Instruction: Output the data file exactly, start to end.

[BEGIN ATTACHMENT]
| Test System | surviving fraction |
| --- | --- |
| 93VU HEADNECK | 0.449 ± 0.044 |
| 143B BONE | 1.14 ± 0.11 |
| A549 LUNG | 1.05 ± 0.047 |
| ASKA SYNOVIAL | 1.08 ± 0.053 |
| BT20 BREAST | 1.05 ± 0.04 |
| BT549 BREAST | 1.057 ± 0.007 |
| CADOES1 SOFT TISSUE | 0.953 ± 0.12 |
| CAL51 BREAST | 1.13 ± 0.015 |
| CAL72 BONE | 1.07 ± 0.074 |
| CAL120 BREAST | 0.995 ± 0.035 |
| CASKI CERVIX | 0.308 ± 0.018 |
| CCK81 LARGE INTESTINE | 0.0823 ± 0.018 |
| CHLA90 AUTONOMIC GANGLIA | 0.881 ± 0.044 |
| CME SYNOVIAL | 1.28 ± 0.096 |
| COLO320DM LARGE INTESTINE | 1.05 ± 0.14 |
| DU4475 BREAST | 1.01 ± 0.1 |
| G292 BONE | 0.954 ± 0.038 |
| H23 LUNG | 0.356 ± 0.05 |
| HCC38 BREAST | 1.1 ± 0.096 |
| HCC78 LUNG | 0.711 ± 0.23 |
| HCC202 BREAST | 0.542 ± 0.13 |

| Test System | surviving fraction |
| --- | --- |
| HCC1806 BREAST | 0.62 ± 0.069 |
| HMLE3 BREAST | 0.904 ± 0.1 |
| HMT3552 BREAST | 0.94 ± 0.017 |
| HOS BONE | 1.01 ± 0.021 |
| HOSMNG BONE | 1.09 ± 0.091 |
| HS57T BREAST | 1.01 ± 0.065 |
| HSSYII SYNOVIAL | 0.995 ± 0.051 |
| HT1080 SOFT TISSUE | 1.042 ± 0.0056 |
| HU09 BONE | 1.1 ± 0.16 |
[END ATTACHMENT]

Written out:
| Test System | surviving fraction |
| --- | --- |
| 93VU HEADNECK | 0.449 ± 0.044 |
| 143B BONE | 1.14 ± 0.11 |
| A549 LUNG | 1.05 ± 0.047 |
| ASKA SYNOVIAL | 1.08 ± 0.053 |
| BT20 BREAST | 1.05 ± 0.04 |
| BT549 BREAST | 1.057 ± 0.007 |
| CADOES1 SOFT TISSUE | 0.953 ± 0.12 |
| CAL51 BREAST | 1.13 ± 0.015 |
| CAL72 BONE | 1.07 ± 0.074 |
| CAL120 BREAST | 0.995 ± 0.035 |
| CASKI CERVIX | 0.308 ± 0.018 |
| CCK81 LARGE INTESTINE | 0.0823 ± 0.018 |
| CHLA90 AUTONOMIC GANGLIA | 0.881 ± 0.044 |
| CME SYNOVIAL | 1.28 ± 0.096 |
| COLO320DM LARGE INTESTINE | 1.05 ± 0.14 |
| DU4475 BREAST | 1.01 ± 0.1 |
| G292 BONE | 0.954 ± 0.038 |
| H23 LUNG | 0.356 ± 0.05 |
| HCC38 BREAST | 1.1 ± 0.096 |
| HCC78 LUNG | 0.711 ± 0.23 |
| HCC202 BREAST | 0.542 ± 0.13 |

| Test System | surviving fraction |
| --- | --- |
| HCC1806 BREAST | 0.62 ± 0.069 |
| HMLE3 BREAST | 0.904 ± 0.1 |
| HMT3552 BREAST | 0.94 ± 0.017 |
| HOS BONE | 1.01 ± 0.021 |
| HOSMNG BONE | 1.09 ± 0.091 |
| HS57T BREAST | 1.01 ± 0.065 |
| HSSYII SYNOVIAL | 0.995 ± 0.051 |
| HT1080 SOFT TISSUE | 1.042 ± 0.0056 |
| HU09 BONE | 1.1 ± 0.16 |